The coalition government has unveiled new laws that target Muslims, while across Europe there is growing Islamophobia. But our movement can resist this onslaught, argues Hassan Mahamdallie.
The demonisation and securitisation of Britain’s Muslims are accelerating at a bewildering pace. What prime minister David Cameron meant in his speech in Munich in February 2011 by his call to flex “muscular liberalism” in response to the so-called “war on terror” is becoming clearer by the day. As is the grotesque myth of “superior” Western liberal ideas and values continually vaunted by politicians in Europe and on both sides of the Atlantic.
Fifty years ago last month Dr Martin Luther King was being feted in Europe as he travelled to Norway to collect the Nobel Peace Prize. The previous year his legendary speech at the end of the March on Washington had captivated a worldwide audience. In its aftermath the US Congress passed the Civil Rights Act, and a voting rights act would follow in 1965.
The EDL has fragmented since it suffered a series of defeats at the hands of Unite Against Fascism (UAF) over the past few years.
Its leader, Stephen Yaxley-Lennon (AKA Tommy Robinson), defected to an “anti-extremist” organisation, abandoning his former supporters. The motley crew that turns out at EDL protests has been reduced to a handful of thugs, many associated with old fascist groups.
The vicious attack that left Stephen Lawrence bleeding to death at a south east London bus stop in 1993 was a racist murder that left a family heartbroken and many people angry.
There had already been other racist murders — Orville Blair, Rolan Adams and Rohit Duggal. Since the fascist British National Party (BNP) had opened its headquarters in Welling, south east London, racially motivated attacks had increased by a staggering 200 percent, leading the area to be named “Britain’s racist murder capital”.
A recent survey suggests racial prejudice in Britain is increasing. Some argue this explains the rise of Ukip. Brian Richardson argues that the real picture is much more contradictory and complex.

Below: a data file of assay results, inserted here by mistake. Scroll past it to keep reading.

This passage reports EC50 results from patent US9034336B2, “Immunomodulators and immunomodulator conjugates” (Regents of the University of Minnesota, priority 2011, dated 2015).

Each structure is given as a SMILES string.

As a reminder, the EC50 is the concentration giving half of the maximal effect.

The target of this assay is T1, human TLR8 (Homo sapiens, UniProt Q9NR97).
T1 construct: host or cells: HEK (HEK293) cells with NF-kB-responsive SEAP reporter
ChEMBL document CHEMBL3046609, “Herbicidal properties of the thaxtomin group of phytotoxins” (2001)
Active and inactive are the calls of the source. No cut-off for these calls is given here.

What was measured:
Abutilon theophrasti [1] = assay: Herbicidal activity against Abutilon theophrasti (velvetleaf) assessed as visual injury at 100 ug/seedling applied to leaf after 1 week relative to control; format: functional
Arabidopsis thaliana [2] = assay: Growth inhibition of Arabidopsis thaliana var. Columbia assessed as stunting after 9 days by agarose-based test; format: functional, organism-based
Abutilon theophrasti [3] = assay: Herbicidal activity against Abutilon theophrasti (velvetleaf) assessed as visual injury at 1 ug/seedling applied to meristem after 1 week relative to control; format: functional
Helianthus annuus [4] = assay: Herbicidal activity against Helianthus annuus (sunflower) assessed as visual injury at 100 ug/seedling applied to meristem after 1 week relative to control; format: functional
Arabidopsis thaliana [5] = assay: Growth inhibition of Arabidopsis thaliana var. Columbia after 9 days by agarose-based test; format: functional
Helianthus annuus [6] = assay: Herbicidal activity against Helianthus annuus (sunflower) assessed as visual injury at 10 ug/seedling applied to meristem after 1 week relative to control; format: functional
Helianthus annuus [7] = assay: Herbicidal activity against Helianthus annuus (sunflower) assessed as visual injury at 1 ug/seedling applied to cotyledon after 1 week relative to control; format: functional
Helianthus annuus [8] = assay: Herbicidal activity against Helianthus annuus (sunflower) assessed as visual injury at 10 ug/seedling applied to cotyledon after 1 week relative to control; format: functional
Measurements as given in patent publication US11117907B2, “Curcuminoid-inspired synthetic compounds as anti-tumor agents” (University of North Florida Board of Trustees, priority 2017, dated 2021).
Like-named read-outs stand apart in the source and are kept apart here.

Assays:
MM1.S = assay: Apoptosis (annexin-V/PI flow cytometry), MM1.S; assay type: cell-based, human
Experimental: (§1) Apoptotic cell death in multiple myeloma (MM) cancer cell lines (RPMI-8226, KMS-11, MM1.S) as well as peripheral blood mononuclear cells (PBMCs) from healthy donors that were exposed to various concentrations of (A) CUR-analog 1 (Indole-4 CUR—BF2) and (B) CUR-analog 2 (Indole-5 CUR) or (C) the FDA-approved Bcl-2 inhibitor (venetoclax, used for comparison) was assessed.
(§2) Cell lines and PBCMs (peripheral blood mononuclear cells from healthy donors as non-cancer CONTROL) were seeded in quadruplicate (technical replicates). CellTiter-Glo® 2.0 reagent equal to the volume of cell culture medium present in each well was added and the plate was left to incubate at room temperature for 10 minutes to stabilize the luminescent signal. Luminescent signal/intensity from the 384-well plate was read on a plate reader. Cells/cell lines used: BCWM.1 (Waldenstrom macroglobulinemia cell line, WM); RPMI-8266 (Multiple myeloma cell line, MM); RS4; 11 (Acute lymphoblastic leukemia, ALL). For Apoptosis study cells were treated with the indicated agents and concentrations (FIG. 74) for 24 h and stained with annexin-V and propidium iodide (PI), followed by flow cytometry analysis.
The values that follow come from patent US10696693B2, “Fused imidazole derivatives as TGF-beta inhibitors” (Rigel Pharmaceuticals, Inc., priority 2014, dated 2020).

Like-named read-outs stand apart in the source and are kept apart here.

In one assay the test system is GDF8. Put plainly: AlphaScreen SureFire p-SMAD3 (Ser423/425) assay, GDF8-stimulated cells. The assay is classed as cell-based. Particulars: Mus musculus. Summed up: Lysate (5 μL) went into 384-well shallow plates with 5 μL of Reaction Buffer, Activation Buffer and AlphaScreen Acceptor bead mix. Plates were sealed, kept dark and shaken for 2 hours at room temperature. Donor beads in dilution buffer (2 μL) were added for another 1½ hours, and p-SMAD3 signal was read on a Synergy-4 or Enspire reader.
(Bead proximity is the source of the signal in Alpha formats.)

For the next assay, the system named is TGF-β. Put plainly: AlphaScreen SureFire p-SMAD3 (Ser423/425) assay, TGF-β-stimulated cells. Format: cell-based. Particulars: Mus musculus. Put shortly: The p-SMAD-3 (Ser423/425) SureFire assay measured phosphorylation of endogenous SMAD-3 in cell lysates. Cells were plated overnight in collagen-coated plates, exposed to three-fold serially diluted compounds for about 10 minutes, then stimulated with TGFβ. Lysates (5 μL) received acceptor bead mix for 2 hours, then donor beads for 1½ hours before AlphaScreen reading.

Rising tide of race prejudice across Britain” screamed the front page headline in the Guardian at the end of May. This depressing declaration, which was repeated in similar terms across the press and media, came just days after Ukip topped the poll with 27.5 percent of the votes and 24 seats in the European elections.
Paul Sillet, UAF national campaigner
When the EDL first emerged in 2009 we thought, "What is this new beast?" We noticed that there were former BNP, Combat 18 and National Front types around the demos, if not necessarily on them. Those on the demos were mainly from the "firms" - football supporters involved in inter-club violence - and others.
The EDL were attracting supporters to the prospect of launching mini pogroms in places like Luton and Dudley. At the time we were facing a possible BNP electoral breakthrough alongside a growing fascist street movement.
Leicester was one of the turning points in the battle to stop the EDL. It was to be the first major UAF demo built locally, despite facing a national mobilisation by the fascists. At the time it represented an attempt to turn the EDL strategy on its head. Instead of them leaving behind local groups, UAF would use the opportunity to put down deep roots.
Leicester had been trying to get a local UAF group running for a while. We had managed to get a number of people to some of the national mobilisations against the EDL, as well as days of action against the BNP. We that knew sooner or later the fascists would target our multiracial city.
When the EDL announced they would march on 9 October 2010 we assumed that there would be a national UAF mobilisation. But we received a call from the UAF national office telling us that we had to build a local demo. Our first reaction was, "You've got to be joking!"
Dean Harris and Natasha Munoz, Waltham Forest UAF
Dean: 'As soon as we discovered that the fascists would come to Waltham Forest we called a meeting and invited everyone we could. No one was to be excluded. We wanted it to be as broad as possible, even though there were others who disagreed - especially some people who wanted to exclude the Labour Party as they accused them of implementing austerity.
To us it was clear that we needed to build a big movement, despite any other disagreements. It was a big advantage to have Walthamstow MP Stella Creasy with us. She played important role in the campaign.
Kelvin Williams, UAF photographer
When Tommy Robinson and Kevin Caroll announced they quit the EDL it was greeted with acrimonious disappointment by the foot soldiers. The constant opposition they faced was the chief factor in them drawing the conclusion that the street movement was no longer working.